Tomatina is a town-wide tomato fight, held in Buñol, Spain. It’s held on the last Wednesday of every August. The brawl begins and ends with the firing of a cannon; it lasts between one and two hours, depending on the quantity of tomatoes available. Safety rules demand that you squish the tomato in your hand before you whip it at someone.



Bat Bombs

In WWII, the U.S. was looking for a way to attack Japan. The idea was the bats would carry small incendiary devices; as the bats went to roost in attics or barns, these devices would detach from the bat and would set fire to paper, hay, wood or fabric. With enough bats, entire cities could be toasted. The bat bombs were tested and were found to work, but the plans were scraped in favour of the atomic bombs.

bet bombs


Poisoned Hunting Book

In the story La Reine Margot (Queen Margot), by Alexandre Dumas, the queen Catherine de Medici attempts to murder her son-in-law by putting arsenic on the pages of a book about hunting. The pages stick together, so the reader must lick his finger in order to separate the pages. Each time he licks his fingers, he transfers some of the arsenic to his tongue. Arsenic causes the blood vessels to disintegrate, and the victim ends up bleeding to death. Unfortunately, the wrong person picked up the poisoned book, and Queen Catherine ended up murdering her own son, King Charles IX. She got away with it, though, because she was the queen.

poisoned hunting book


Trebuchet (optional: dead animal)

A trebuchet is nothing more than a catapult. In the Middle Ages, trebuchets were used to fling things over walls. Boring warriors would use cannon balls. More inventive warriors would toss pots of boiling oil onto crowds of their enemies. The most ingenious use of a trebuchet involved flinging a rotting animal carcass into a surrounded city. The rotting animal would explode on impact, spreading disease and hopefully contaminating the water supply. It might take a couple of weeks but a ripe cow could end a war, no sweat.




A two-for-one deal: not content with using just an axe or just a spear, the Swiss decided to put them together. This weapon could do damage from any direction, and was often sharp enough to pierce armour. It always had a hooked section for pulling soldiers off horses. The holes in the axe blades were there to make the weapon lighter, but also to catch and tear more flesh if the blade went in deep enough. A short handle would be used for one-on-one fighting, and a longer handle for battles involving cavalry. The weapon became very popular in the 14th and 15th centuries.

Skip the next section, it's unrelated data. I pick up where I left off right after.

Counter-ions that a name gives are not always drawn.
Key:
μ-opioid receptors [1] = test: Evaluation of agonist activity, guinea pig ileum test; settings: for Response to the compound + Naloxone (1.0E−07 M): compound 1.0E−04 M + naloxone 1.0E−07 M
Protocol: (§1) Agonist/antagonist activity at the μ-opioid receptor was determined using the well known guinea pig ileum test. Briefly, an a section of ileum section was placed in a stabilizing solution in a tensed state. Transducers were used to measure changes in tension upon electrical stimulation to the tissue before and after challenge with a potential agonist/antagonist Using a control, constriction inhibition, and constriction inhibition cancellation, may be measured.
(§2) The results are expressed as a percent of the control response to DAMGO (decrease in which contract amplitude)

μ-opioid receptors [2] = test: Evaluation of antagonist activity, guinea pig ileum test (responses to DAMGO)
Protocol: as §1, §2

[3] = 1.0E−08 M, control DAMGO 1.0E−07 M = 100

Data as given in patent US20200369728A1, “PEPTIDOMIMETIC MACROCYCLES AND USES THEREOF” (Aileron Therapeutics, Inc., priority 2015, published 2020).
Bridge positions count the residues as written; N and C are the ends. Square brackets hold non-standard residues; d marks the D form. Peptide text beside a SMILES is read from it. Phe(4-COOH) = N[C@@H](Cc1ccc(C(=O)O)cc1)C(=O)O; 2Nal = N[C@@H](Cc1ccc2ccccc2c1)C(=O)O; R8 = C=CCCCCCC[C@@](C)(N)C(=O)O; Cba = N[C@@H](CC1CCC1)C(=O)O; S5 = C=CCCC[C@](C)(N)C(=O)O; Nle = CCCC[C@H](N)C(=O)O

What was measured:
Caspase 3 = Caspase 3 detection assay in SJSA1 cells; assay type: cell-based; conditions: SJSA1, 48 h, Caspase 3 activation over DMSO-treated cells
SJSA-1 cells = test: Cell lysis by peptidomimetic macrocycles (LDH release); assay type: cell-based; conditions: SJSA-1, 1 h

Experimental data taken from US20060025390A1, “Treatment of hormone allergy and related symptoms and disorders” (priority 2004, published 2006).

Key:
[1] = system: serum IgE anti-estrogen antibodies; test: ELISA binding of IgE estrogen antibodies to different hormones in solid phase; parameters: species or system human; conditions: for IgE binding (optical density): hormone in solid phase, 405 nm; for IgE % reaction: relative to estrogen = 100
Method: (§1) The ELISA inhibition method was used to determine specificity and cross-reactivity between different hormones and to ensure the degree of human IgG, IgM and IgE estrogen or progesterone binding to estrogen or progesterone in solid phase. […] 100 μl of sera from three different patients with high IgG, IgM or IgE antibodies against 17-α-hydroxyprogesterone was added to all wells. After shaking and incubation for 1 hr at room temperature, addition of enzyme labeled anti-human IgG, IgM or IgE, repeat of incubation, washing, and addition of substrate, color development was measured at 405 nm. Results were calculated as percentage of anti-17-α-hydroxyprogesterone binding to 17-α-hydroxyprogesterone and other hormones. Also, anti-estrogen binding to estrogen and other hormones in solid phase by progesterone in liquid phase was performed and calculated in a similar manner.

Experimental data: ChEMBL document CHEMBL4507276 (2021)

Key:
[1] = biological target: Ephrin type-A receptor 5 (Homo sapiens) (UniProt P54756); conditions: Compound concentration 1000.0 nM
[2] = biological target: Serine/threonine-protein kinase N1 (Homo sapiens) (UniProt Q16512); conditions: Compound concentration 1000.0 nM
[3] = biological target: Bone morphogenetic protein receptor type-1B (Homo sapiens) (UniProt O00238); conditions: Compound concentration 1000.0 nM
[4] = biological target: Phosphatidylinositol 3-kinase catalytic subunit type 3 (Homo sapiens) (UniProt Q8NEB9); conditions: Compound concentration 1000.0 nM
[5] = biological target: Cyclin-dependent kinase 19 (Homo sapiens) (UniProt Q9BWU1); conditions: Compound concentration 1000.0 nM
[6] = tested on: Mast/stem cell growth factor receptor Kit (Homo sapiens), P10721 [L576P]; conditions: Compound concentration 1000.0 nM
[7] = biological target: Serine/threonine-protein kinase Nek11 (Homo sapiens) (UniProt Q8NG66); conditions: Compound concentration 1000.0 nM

Tiny Spy Guns

Real guns which use real bullets and really kill people. Made popular by James Bond, these cute little guns are available in Switzerland.

tiny spy guns



These are from the days of wooden ships. Wooden ships were easily taken down by cannons, but it became a problem when there was more than one ship to deal with. Sailors would empty an older ship and set it on fire. The fireship would then be sailed into a fleet of enemy ships; hopefully, it would spread the fire to all of them, forcing the crews overboard (important people could be picked up and taken as prisoners but the rest of them were left to drown). As ship-building evolved, the fireships were filled with combustibles so they would actually blow up the enemy ships.



Your Own Wooden Leg

In 1649, Sir Arthur Aston was beaten over the head with his own wooden leg. He died of his injuries. Aston was a soldier who supported King Charles I in the English Civil War. His opponents obviously didn’t like him but they also thought his wooden leg was filled with gold coins, and they were hoping to snag some.

your own wooden leg



In October 1814, about 1,224,000 litres of beer hit the streets of London when a massive vat exploded, knocking down walls and flooding the streets. Eight people were killed (seven in the flood and one a few days later; his death was said to be caused by alcohol poisoning). The Meux and Company Brewery was taken to court but the flood was found to be an Act of God.



Fieldfare Dung

A fieldfare is a medium-sized bird (about 25cm/10 inches) commonly found in the UK. Fieldfares tend to nest in groups, which is part of their defence. When an intruder is spotted, fieldfares gang up on it and poop all over it. If the intruder is another bird, its feathers get stuck together by the poop so it can’t fly away. Other intruders just aren’t fond of being pooped on. The Latin name for the fieldfare is Turdus Pilarus.

fieldfare dung


Written by Sheila v – Copyrighted ©